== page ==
February 16, 2011

Review – Explodemon

Filed under: Reviews — Tags: , , , , , — Brad Johnson @ 6:16 pm

explodemon review
I was perhaps too young to fully appreciate classic platformers like Mega Man during their heyday; I certainly played and enjoyed them, but that was a time when I didn’t have the coordination to excel (or even succeed) at them. For me, the resurgence of these games in the market marks a second opportunity to explore that classic style of game and more fully appreciate those offerings.

Explodemon, like Shadow Complex before it, seeks to revisit that place with a contemporary twist and a unique property. The player controls the eponymous Explodemon, the unstable robot creation of Dr. Light Dr. Nitrous, afflicted in such a way as to spontaneously explode at regular intervals. Sealed away to protect the world, Explodemon is accidentally freed during an alien invasion, and sets out to defeat the invaders in the way you’d expect from an exploding anime robot: by exploding them.

explodemon review
The game strives to squeeze every last drop from this explosion mechanic, employing it for locomotion, combat, and puzzles in clever, inventive ways. Explodemon can leverage his detonations to destroy enemies—satisfyingly slowing down time when you deal maximum damage—hurl himself to greater heights, sprint across dangerous acid, and even to solve puzzles. In fact, explosion is the primary tool for puzzling out solutions—perhaps, even, the only tool.

Exploding solutions into existence is surprisingly intuitive, and sees Explodemon using his power to manipulate objects in the world and maneuver around the environment. There is also a unique twist in that, understandably, explosions can be dangerous. If the player does not trigger an explosion within a certain interval, Explodemon will eventually detonate automatically. If the player is careless with his explosions, or allows Explodemon to detonate automatically, critical puzzle elements can be destroyed or tossed into inaccessible positions, rendering the puzzle unsolvable. Fortunately, care has been taken to ensure that only optional puzzles (such as those hiding secret items) can be broken by the player, ensuring that Explodemon never winds up trapped in the level with no way to move forward.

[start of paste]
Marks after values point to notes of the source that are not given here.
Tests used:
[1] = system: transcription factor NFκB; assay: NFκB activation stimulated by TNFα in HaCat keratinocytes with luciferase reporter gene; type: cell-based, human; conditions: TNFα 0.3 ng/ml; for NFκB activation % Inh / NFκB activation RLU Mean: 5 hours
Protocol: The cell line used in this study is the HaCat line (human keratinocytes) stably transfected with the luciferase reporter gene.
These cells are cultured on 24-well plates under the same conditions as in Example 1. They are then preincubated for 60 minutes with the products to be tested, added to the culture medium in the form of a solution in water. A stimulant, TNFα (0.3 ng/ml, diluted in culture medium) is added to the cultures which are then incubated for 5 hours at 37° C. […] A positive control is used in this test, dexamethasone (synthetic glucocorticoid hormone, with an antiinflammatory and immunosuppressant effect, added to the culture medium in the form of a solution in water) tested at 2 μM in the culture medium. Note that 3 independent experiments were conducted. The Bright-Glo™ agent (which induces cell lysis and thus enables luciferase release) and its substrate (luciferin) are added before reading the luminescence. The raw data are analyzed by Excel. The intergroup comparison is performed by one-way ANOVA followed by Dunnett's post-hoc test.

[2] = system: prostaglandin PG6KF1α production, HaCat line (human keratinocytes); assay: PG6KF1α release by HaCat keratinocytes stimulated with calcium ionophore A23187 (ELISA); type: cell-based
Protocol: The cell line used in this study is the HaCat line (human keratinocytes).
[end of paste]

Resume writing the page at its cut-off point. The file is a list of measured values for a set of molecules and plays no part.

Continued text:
Scattered throughout the levels are explosion chargers that decrease the amount of time the player must wait between triggered explosions. These only last till the end of the current mission, meaning that locating the five carefully hidden permanent upgrades becomes advantageous reasoning for exploration.

explodemon review
The gameplay manages to blur the line between puzzling, platforming, and fighting. Nearly every environment has puzzle elements involved, with objects that can be exploited to defeat enemies or access hidden areas and items. More interestingly, later stages employ enemies as dynamic obstacles, where they factor into puzzles or must be navigated around in time-sensitive situations. It always pays to examine the level before acting— it doesn’t always serve player interests to simply destroy everything, as enemies can be manipulated to gain access to new areas and items.

Items are hidden everywhere, requiring thorough exploration to locate—and that’s only half the battle. While many items are trapped behind elaborate puzzles, many are simply positioned in awkward locations that require advanced movement techniques to reach. If you’ve done your due diligence and hunted down speed upgrades, explosions can be detonated quickly enough to propel Explodemon steadily into the air—while slower explosions can be used in combination with wall jumps to accomplish a similar feat.

Equally, a multitude of techniques can be employed in combat. Battles can quickly become frantic and unpredictable, as the variables mean it’s not always clear what Explodemon’s explosions will accomplish, and this is part of the charm. However, it’s also possible to employ careful strategy and defeat enemies by chaining together various techniques.